At this point, it has been incredibly well documented how private companies are taking longer to make the leap and launch into the public arena. Despite the recent run of IPOs that resulted in many of the biggest names becoming public companies, the number of unicorn companies has grown to over 400 worldwide.
Even more impressive than the number of unicorn companies may be the amount of revenue they are generating. Things have evolved significantly from 1999-2001, when companies were going public with little to no revenue.
Today, companies often don’t even consider launching an IPO process before they have hit $100 million
in ARR. With plenty of capital available in the private market, they can afford to pick when they want to go public. With nine-figure raises in the private market becoming a daily occurrence, the dynamic that led companies to IPO as a way to access capital has changed.
While staying private longer has a lot of advantages for companies, it is not always an ideal position for employees that have received equity as part of their compensation. When Facebook and Twitter delayed their IPO timelines after the recession, their employees found themselves wealthy on paper, but with no way to monetize it.
This dilemma gave rise to the first iteration of the secondary market, as cash-poor shareholders in high-flying tech companies began to search out investors to buy their stock. With marketplaces proliferating to connect shareholders and interested investors, companies began to take control of the situation by offering certain shareholders—mainly employees—a chance to sell their stock through company- sponsored tender offers.
Although tender offers have now become a major release valve that private companies use to provide liquidity, they can be expensive and tend to have significant impacts on a company’s 409A. While many employees will still seek out secondary markets, several companies discourage or outright block sales. Even if an employee can sell, they are often more focused on tax planning and would prefer to exercise and hold at least part of their option grant, assuming they had the cash to do so. Enter the option lending market.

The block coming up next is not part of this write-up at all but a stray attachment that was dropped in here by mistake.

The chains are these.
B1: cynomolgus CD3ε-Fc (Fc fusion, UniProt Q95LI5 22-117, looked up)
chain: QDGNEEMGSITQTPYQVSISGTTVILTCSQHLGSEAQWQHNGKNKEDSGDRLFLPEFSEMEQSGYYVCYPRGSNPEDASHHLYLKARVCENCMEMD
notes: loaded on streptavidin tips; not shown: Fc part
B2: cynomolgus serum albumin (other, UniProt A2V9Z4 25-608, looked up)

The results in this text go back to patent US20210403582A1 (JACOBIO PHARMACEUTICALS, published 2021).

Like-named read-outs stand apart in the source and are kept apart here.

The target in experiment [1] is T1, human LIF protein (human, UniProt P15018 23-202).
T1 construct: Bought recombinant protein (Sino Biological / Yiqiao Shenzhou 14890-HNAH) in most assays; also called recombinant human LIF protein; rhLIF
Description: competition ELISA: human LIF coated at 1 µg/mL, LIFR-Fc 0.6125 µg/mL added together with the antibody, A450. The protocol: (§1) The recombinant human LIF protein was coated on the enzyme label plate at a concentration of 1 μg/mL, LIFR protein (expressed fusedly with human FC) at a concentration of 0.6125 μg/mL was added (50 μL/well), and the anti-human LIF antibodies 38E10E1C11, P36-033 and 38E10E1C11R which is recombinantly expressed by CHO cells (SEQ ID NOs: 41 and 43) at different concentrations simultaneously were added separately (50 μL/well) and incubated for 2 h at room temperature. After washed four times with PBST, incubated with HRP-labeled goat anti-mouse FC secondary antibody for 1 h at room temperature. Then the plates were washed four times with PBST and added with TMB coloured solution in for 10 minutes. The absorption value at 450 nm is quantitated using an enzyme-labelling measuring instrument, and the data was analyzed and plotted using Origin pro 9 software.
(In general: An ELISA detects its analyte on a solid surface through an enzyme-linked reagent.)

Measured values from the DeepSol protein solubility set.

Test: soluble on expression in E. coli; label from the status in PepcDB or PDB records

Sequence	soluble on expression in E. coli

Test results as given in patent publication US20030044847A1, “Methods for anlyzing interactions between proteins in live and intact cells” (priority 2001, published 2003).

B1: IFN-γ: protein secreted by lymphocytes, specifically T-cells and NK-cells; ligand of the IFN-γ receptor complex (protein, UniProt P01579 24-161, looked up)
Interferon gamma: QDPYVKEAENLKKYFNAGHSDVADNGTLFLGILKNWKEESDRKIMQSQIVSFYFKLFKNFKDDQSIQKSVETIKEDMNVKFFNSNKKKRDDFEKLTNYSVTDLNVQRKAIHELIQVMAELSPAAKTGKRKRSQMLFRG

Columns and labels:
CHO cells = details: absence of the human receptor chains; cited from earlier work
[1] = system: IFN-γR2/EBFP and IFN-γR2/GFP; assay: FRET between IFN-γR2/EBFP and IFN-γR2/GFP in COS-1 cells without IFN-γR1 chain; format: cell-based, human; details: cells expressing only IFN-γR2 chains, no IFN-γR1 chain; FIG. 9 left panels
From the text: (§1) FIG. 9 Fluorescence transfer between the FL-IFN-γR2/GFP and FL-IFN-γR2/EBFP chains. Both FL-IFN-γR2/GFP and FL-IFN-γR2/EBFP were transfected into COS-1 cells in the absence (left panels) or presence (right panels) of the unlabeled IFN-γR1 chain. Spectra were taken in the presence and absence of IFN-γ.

Like the secondary market before it, option lending has evolved rapidly over the past several years. The market gained momentum from 2012 to 2016, with lenders providing capital to employees that were leaving their current company and who had a limited amount of time to exercise their options and pay any
taxes associated with the exercise. These shareholders often didn’t have any time to arrange a sale before their options expired, so taking out a loan to cover the costs of exercising their stock became an attractive alternative for shareholders that had no other viable way to capture the value of their equity.
As the lending market picked up steam on the back of these expiring option grants, ever-increasing valuations opened up an opportunity for those same lenders to help shareholders that were getting high-priced options in these newly minted unicorns. While it was great for these employees to have options to buy stock that was worth $250,000 or more on paper, many holders were forced to just sit on those options because they weren’t in a position to afford the $100,000 or more it would cost to purchase the stock. As those holders began to look around for ways to exercise their stock and kick off the capital gains clock, the emerging lending market started to become an attractive option.